Step 11 – Sand the box. Now the messy part begins. I grabbed my respirator and started sanding the outside and inside of your box. Be careful how much you sand the inside drawer section as you don’t want to create huge gaps — there will be some gaps though. My bandsaw cuts were not that smooth, so I had to do some extra sanding. As the pictures show, I used a combination of belt sander, drum sander (attached to drill press) and my Black and Decker Mouse sander. The Mouse Sander comes in handy for these small projects.
Step 12 – Add a drawer handle. Here is another way to add a creative flair to my box. I decided to use a piece of walnut I had on hand, and I used the bandsaw to cut out a small triangle. I then glued that to my drawer.
Step 13 – Finish the box. I used a dark Danish Oil and allowed it to dry overnight. You might decide to use a polyurethane. Whatever you use, read the directions on the container for application and drying guidelines.
Step 14 – Line the drawer. This is an optional step, but I really wanted a way I could cradle my pen so it would’t slide around haphazardly. I got this foam from Hobby Lobby, measured and cut to fit with an exacto knife. I used 2 layers of the foam. The bottom layer to line the box, then a top layer with a notch cut out for the pen. I decided not to glue this in because it fit fairly snug anyway.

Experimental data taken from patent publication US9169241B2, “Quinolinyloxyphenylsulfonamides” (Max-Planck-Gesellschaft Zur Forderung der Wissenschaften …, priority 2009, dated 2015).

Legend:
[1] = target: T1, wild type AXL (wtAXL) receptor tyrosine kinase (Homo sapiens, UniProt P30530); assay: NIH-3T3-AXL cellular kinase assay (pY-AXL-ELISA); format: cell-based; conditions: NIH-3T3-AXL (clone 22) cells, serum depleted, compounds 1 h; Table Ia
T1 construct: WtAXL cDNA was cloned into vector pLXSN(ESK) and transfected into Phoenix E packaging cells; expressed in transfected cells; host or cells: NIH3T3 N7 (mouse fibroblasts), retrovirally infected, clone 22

I hope you enjoyed this simple tutorial on how to make a bandsaw pen box. Obviously, you can make these boxes in all shapes and sizes and designs. They can be used for holding jewelry, watches, knives, and who knows what else. Just remember the main limiting factor will be the size and power of your bandsaw. Want to make bigger bandsaw boxes? Then you’ll need a bigger bandsaw with more power. I’m putting a bigger bandsaw on my tool wish list. Hope my wife is reading this — Father’s Day is coming up soon … LOL
For the pen turners who might be reading this, please check out my basic pen making tutorial and my comprehensive pen turning resource. I hope these will be helpful resources for the beginner and advanced turner alike.
If you decide to use this tutorial as a guide, please read my disclaimer. Have fun and be safe!